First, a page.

Pressing onwards with research after a short break to play with the Xeon Phi rack, I’ve been working on visualizations for Monte Carlo Simulations.
My aim is to have a clean and concise means of displaying (and therefore being able to infer relationships from) the data of higher dimensional probability distributions. The video below shows one such visualization where a 2D Gaussian PDF has been simulated using Hamiltonian Dynamics.
Hamiltonian Dynamics Monte Carlo
The two 3D meshes represent the reconstructed sample volume as a 2D histogram of values rescaled to the original function. The error between the reconstruction and the original curves is shown through the colour of the surface where hot spots denote areas of high error.
The mean sq error for the whole distribution is displayed in the top right on a logarithmic scale. An algorithm which converges in an ideal manner will graph it’s error as a straight line on the log scale.
The sample X and Y graphs in the bottom right allow us to visualize where the samples are being chosen as the simulation runs and infer about whether samples are being chosen independently of one another. The centre-bottom graph simply gives us a trajectory of samples over the course of the simulation. This allows us to additionally catch if an algorithm is prone to getting stuck in local maxima’s.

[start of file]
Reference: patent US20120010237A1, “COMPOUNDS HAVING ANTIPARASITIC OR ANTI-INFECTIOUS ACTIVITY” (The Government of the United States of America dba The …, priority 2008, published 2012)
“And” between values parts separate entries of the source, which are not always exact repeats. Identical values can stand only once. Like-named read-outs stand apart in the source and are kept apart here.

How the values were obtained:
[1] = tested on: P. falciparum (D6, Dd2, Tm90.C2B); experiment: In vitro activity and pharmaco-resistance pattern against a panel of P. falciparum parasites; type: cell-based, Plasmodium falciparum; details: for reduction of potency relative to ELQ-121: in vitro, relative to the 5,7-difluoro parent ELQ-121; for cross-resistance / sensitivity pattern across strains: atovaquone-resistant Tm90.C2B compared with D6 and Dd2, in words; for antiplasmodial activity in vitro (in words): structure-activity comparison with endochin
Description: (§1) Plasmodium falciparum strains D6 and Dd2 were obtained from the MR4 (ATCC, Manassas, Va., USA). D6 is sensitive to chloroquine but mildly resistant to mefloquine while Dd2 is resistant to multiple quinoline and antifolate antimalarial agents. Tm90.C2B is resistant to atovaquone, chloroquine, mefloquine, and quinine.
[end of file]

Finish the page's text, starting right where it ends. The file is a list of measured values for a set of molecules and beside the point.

Metropolis Hastings Monte Carlo
The above video shows the same simulation run with a basic Metropolis Hastings algorithm. Here the proposal sample
y attributes are chosen independently of one another, meaning this is not a Gibbs Sampler. Although I intend to implement one within the test framework for comparisons sake soon.
A key difference between the two simulations here is to note the Path Space Trajectory shown in the bottom-centre graph and how it relates to the Sample Dimension Space graphs shown on the middle & bottom-right. Hamiltonian Dynamics chooses sets of variables where the
y elements are highly dependent on one another within a coordinate, yet almost entirely independent of other pairs of coordinates within the Path Space.
Metropolis Hastings on the other hand, chooses coordinate pairs entirely independently of one another, and values within each dimension of the Path Space that are highly dependent on one another. These characteristics of the Metropolis sampler are undesirable, which is why adding a dependency within coordinate pairs (Gibbs Sampling) helps to accelerate multi-dimensional Metropolis Samplers.